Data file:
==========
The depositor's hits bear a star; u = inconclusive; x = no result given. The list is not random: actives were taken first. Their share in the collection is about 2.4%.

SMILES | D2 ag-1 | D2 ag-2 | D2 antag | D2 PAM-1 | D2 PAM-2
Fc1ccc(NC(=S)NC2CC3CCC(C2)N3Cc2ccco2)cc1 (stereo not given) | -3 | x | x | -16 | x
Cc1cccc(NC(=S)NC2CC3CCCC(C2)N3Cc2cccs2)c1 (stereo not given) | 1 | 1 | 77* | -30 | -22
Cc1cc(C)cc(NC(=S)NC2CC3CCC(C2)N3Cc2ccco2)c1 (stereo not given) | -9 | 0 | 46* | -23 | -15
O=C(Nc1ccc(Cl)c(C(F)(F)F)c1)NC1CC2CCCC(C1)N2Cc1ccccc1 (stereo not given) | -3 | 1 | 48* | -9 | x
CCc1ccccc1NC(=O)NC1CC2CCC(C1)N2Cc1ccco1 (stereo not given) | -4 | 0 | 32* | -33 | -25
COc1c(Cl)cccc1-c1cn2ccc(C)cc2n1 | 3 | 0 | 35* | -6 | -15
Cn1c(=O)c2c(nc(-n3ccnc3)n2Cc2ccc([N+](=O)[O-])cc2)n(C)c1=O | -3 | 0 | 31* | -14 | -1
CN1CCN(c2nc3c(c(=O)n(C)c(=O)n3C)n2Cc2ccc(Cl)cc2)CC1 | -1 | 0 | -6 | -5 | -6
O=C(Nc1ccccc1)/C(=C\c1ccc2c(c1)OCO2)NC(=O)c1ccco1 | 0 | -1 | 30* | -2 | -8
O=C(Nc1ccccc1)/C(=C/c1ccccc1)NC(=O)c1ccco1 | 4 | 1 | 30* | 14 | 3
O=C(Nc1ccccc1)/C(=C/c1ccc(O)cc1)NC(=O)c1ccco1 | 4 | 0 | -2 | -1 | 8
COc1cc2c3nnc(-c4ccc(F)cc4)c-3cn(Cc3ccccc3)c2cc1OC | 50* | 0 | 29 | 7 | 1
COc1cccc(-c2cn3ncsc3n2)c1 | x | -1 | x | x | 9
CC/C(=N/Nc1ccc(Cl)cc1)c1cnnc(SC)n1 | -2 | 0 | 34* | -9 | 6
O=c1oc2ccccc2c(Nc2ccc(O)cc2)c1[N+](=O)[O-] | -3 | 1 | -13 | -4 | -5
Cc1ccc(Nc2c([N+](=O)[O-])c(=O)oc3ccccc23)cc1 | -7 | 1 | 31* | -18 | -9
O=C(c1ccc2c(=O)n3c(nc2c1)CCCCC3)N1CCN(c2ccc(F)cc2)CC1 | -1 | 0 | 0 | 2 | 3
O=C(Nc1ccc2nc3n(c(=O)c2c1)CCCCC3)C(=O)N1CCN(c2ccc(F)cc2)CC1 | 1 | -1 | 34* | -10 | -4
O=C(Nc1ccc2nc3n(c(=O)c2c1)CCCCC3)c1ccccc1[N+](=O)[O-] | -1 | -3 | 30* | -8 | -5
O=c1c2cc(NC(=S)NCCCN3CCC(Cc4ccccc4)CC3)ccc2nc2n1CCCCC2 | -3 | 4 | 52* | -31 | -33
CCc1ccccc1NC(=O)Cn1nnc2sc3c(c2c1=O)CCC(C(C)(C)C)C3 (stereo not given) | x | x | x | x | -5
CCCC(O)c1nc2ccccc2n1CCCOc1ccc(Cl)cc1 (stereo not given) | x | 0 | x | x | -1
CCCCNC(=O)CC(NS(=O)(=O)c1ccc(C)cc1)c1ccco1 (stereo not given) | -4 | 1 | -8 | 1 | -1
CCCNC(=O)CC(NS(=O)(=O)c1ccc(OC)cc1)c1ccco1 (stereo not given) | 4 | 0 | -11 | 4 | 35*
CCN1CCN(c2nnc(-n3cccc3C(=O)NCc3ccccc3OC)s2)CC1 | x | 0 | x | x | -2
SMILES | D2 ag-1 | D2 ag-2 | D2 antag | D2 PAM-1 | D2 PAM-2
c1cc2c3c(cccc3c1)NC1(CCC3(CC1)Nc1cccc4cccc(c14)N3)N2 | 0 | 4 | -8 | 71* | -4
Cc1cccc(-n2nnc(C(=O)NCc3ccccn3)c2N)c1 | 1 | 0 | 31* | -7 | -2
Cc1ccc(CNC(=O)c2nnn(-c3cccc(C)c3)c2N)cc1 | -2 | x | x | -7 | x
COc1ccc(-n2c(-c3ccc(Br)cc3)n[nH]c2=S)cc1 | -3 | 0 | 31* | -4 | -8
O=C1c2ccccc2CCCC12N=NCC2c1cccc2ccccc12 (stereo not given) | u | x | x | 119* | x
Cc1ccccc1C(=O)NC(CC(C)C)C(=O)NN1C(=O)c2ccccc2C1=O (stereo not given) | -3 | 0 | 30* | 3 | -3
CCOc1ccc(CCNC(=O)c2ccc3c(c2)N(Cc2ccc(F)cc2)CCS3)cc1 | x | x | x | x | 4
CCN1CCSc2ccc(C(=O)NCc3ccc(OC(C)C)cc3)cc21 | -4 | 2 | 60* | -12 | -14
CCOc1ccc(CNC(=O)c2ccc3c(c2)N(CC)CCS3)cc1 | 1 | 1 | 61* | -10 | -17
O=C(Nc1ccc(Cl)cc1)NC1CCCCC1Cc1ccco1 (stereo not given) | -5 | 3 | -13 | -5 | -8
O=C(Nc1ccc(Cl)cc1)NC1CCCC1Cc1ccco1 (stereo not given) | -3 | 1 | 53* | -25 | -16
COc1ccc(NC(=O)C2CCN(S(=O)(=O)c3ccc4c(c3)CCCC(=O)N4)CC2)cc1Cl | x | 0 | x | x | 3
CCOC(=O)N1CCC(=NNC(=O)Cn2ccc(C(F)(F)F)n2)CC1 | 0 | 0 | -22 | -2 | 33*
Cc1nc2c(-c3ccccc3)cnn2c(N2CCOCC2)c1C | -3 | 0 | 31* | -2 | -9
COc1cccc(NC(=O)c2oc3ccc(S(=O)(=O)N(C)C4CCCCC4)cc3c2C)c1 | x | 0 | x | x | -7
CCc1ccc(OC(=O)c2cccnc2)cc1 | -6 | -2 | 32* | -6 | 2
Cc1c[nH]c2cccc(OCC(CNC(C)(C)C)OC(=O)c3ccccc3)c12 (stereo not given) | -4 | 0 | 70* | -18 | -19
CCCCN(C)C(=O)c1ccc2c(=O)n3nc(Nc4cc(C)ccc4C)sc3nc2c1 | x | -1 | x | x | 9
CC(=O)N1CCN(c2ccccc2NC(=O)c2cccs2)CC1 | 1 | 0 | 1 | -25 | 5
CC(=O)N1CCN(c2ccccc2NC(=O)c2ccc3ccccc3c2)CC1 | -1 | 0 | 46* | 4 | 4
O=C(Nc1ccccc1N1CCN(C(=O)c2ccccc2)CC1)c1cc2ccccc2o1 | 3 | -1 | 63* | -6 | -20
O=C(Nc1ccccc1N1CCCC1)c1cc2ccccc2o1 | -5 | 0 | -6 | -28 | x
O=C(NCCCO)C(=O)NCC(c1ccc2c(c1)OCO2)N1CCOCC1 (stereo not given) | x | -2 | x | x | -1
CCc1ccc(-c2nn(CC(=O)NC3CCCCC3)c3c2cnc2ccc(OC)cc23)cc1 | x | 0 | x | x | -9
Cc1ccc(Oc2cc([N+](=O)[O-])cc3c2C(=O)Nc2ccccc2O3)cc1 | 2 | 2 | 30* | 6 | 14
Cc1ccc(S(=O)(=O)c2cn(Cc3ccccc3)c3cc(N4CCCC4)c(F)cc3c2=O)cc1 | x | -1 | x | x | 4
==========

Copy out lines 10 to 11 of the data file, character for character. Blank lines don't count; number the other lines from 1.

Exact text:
CN1CCN(c2nc3c(c(=O)n(C)c(=O)n3C)n2Cc2ccc(Cl)cc2)CC1 | -1 | 0 | -6 | -5 | -6
O=C(Nc1ccccc1)/C(=C\c1ccc2c(c1)OCO2)NC(=O)c1ccco1 | 0 | -1 | 30* | -2 | -8